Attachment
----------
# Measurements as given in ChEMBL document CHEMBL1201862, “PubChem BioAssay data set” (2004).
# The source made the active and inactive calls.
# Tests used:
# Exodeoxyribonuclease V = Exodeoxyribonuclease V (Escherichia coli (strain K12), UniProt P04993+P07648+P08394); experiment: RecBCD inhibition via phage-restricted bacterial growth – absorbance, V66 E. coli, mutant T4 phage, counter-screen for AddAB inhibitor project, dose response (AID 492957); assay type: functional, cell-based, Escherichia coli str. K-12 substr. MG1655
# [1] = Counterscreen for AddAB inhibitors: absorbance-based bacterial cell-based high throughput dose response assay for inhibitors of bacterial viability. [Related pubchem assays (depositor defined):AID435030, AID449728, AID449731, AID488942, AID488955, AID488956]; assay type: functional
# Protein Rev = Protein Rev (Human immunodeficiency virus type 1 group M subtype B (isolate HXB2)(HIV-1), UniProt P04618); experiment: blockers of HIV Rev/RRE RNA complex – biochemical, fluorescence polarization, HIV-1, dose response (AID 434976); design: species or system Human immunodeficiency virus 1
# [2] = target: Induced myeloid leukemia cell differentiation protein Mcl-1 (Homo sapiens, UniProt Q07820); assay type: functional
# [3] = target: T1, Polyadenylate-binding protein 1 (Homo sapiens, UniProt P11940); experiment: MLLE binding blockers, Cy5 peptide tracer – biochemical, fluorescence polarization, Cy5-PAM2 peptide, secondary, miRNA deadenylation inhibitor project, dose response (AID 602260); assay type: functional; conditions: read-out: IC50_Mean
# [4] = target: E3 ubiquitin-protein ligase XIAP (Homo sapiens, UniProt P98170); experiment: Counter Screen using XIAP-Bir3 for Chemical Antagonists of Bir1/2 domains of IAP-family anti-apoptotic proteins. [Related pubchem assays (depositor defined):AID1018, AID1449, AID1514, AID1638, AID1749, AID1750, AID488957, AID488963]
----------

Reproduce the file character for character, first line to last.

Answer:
# Measurements as given in ChEMBL document CHEMBL1201862, “PubChem BioAssay data set” (2004).
# The source made the active and inactive calls.
# Tests used:
# Exodeoxyribonuclease V = Exodeoxyribonuclease V (Escherichia coli (strain K12), UniProt P04993+P07648+P08394); experiment: RecBCD inhibition via phage-restricted bacterial growth – absorbance, V66 E. coli, mutant T4 phage, counter-screen for AddAB inhibitor project, dose response (AID 492957); assay type: functional, cell-based, Escherichia coli str. K-12 substr. MG1655
# [1] = Counterscreen for AddAB inhibitors: absorbance-based bacterial cell-based high throughput dose response assay for inhibitors of bacterial viability. [Related pubchem assays (depositor defined):AID435030, AID449728, AID449731, AID488942, AID488955, AID488956]; assay type: functional
# Protein Rev = Protein Rev (Human immunodeficiency virus type 1 group M subtype B (isolate HXB2)(HIV-1), UniProt P04618); experiment: blockers of HIV Rev/RRE RNA complex – biochemical, fluorescence polarization, HIV-1, dose response (AID 434976); design: species or system Human immunodeficiency virus 1
# [2] = target: Induced myeloid leukemia cell differentiation protein Mcl-1 (Homo sapiens, UniProt Q07820); assay type: functional
# [3] = target: T1, Polyadenylate-binding protein 1 (Homo sapiens, UniProt P11940); experiment: MLLE binding blockers, Cy5 peptide tracer – biochemical, fluorescence polarization, Cy5-PAM2 peptide, secondary, miRNA deadenylation inhibitor project, dose response (AID 602260); assay type: functional; conditions: read-out: IC50_Mean
# [4] = target: E3 ubiquitin-protein ligase XIAP (Homo sapiens, UniProt P98170); experiment: Counter Screen using XIAP-Bir3 for Chemical Antagonists of Bir1/2 domains of IAP-family anti-apoptotic proteins. [Related pubchem assays (depositor defined):AID1018, AID1449, AID1514, AID1638, AID1749, AID1750, AID488957, AID488963]